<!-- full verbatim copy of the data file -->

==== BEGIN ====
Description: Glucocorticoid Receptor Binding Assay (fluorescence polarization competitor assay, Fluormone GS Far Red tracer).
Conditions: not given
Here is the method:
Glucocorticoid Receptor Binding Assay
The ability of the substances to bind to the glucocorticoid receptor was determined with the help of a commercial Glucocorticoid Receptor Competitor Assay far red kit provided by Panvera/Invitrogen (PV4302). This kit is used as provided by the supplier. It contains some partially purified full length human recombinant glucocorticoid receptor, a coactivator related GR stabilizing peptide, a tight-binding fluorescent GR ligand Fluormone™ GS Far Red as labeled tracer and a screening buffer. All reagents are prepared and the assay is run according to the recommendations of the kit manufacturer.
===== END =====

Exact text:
Description: Glucocorticoid Receptor Binding Assay (fluorescence polarization competitor assay, Fluormone GS Far Red tracer).
Conditions: not given
Here is the method:
Glucocorticoid Receptor Binding Assay
The ability of the substances to bind to the glucocorticoid receptor was determined with the help of a commercial Glucocorticoid Receptor Competitor Assay far red kit provided by Panvera/Invitrogen (PV4302). This kit is used as provided by the supplier. It contains some partially purified full length human recombinant glucocorticoid receptor, a coactivator related GR stabilizing peptide, a tight-binding fluorescent GR ligand Fluormone™ GS Far Red as labeled tracer and a screening buffer. All reagents are prepared and the assay is run according to the recommendations of the kit manufacturer.